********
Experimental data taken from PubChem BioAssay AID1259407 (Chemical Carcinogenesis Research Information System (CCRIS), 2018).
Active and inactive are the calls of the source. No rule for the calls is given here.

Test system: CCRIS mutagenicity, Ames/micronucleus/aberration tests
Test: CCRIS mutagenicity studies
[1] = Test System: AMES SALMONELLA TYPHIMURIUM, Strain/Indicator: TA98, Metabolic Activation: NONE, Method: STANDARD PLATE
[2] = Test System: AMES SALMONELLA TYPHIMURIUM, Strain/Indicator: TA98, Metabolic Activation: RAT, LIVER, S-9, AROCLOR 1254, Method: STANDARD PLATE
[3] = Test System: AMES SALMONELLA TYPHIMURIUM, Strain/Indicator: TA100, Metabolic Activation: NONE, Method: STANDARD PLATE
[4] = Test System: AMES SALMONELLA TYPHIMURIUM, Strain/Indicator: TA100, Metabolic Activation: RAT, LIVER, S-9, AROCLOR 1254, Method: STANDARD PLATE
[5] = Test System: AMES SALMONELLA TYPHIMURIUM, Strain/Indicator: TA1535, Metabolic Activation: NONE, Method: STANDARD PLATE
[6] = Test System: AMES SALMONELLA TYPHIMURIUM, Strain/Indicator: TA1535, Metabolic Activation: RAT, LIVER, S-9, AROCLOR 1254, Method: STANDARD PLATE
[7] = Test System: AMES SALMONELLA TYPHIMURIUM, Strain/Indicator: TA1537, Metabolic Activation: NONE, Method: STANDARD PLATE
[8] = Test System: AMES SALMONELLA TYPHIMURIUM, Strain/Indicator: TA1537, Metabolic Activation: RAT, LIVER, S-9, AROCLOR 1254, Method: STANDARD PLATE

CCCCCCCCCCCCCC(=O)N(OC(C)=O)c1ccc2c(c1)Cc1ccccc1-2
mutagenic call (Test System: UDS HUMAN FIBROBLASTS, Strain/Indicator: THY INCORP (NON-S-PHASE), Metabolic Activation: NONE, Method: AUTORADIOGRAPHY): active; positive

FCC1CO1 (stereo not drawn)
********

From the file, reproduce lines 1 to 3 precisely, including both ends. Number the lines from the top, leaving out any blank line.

Experimental data taken from PubChem BioAssay AID1259407 (Chemical Carcinogenesis Research Information System (CCRIS), 2018).
Active and inactive are the calls of the source. No rule for the calls is given here.

Test system: CCRIS mutagenicity, Ames/micronucleus/aberration tests